What Happens To The Wolf You Don’t Feed?

The other day I was thinking about the old Cherokee legend Two Wolves. The story is about an old man who is teaching his grandson about life. “A fight is going on inside me,” he said to the boy. “It is a terrible fight and it is between two wolves. One is evil – he is anger, envy, sorrow, regret, greed, arrogance, self-pity, guilt, resentment, inferiority, lies, false pride, superiority, and ego.” He continued, “The other is good – he is joy, peace, love, hope, serenity, humility, kindness, benevolence, empathy, generosity, truth, compassion, and faith. The same fight is going on inside you – and inside every other person, too.”The grandson thought about it for a minute and then asked his grandfather, “Which wolf will win?” The grandfather simply replied, “The one you feed.”

This has become a popular story told to support certain kinds of spiritual practices that teach “positive thinking” designed to change negative thought patterns. I understand how appealing this idea is and tried those kinds of practices myself for a while. My personal experience with these kinds of techniques eventually led me to a place of tremendous struggle and frustration. Why? Because I was coming from a deep desire to control my own existence, to matter and to feel good all the time. Anytime I thought or felt something “negative” (read uncomfortable emotion I’d rather not feel), I would think something “positive” and feel better…for a little while. The negative thought/feeling would eventually come back and I’d lament, “Why isn’t this working?! Why won’t this pattern go away?! I’ve done sooooo much work on this!!” I kept trying to feed the ‘good wolf’ but the ‘bad one’ kept barking for my attention.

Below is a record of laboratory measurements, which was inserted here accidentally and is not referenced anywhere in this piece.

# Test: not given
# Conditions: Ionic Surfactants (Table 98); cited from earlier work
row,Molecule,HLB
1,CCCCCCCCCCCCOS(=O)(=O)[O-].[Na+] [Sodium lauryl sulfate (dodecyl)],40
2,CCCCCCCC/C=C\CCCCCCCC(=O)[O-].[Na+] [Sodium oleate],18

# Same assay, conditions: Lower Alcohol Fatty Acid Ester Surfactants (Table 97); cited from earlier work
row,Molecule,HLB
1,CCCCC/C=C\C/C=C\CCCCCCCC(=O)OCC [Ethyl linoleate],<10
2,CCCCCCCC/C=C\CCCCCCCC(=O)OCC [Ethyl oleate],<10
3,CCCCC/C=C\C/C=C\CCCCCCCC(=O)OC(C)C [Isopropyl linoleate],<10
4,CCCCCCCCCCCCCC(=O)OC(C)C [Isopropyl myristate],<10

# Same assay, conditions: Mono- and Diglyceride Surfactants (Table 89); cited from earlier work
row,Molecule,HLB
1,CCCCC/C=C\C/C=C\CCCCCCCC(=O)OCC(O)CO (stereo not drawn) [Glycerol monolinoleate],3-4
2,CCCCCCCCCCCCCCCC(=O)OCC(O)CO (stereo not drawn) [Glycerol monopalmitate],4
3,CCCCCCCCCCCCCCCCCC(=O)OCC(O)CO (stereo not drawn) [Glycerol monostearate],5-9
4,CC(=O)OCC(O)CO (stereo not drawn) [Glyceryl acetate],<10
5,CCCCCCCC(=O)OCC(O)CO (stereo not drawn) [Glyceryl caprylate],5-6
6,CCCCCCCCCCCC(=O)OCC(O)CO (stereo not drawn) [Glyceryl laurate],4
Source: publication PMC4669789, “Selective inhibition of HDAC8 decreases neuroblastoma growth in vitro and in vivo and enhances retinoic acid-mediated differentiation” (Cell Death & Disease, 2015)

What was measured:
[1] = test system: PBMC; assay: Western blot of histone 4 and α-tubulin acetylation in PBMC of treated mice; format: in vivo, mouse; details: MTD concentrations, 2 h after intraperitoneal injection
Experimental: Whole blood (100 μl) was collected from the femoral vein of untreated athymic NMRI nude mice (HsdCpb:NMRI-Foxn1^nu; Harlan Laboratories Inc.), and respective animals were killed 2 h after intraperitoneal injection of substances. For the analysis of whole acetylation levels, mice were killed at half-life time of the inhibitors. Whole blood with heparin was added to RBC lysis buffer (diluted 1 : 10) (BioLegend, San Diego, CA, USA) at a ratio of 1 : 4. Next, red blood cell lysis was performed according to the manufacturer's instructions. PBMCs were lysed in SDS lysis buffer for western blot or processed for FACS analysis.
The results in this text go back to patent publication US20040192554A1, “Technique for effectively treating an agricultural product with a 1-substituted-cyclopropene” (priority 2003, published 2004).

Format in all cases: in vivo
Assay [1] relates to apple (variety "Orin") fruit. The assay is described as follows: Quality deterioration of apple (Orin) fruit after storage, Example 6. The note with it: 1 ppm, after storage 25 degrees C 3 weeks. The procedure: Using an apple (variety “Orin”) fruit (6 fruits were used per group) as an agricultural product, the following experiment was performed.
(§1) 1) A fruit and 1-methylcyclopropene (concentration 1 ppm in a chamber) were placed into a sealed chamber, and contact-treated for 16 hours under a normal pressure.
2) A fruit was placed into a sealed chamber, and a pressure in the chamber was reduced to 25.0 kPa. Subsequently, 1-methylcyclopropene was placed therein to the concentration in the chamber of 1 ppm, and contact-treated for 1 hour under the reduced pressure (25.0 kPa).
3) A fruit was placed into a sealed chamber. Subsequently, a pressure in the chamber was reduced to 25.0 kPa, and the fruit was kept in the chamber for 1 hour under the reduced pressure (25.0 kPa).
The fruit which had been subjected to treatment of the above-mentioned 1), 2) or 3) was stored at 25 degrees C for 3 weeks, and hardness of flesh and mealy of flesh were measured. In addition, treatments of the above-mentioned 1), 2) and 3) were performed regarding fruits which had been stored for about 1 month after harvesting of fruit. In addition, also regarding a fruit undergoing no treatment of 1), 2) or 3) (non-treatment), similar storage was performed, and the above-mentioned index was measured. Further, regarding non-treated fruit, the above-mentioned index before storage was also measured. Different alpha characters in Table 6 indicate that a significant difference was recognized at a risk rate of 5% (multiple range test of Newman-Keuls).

So let’s consider for a moment what happens when animals are neglected, when they aren’t fed, paid attention to or cared for? Their behavior doesn’t improve. If anything it worsens. Now I understand that the metaphor in the story is telling us that we shouldn’t give all our attention to the negative, make choices from that place or to wallow in those states if we can help it. If we are really suffering, sometimes the most important first step is to seek out relief and find the light in ourselves. However, the potential trap in feeling better is often that we want to stay that way all the time! There may be periods of respite where the ‘bad wolf’ quiets down but it doesn’t ever go away entirely and our denial and avoidance of it tends to exacerbate its barking.

For me the pursuit of constant happiness was like being on a never-ending emotional roller coaster that left me mentally exhausted and emotionally frustrated. I am grateful for having had this experience because it eventually led me to seek a different perspective and I also began asking different questions. Instead of, “How do I follow my bliss, find my purpose and manifest my highest potential?” I began asking things like, “Who wants these things anyway? Where is this desire coming from? Who is it that needs to be positive all the time and where is this judgment around negative feelings coming from?”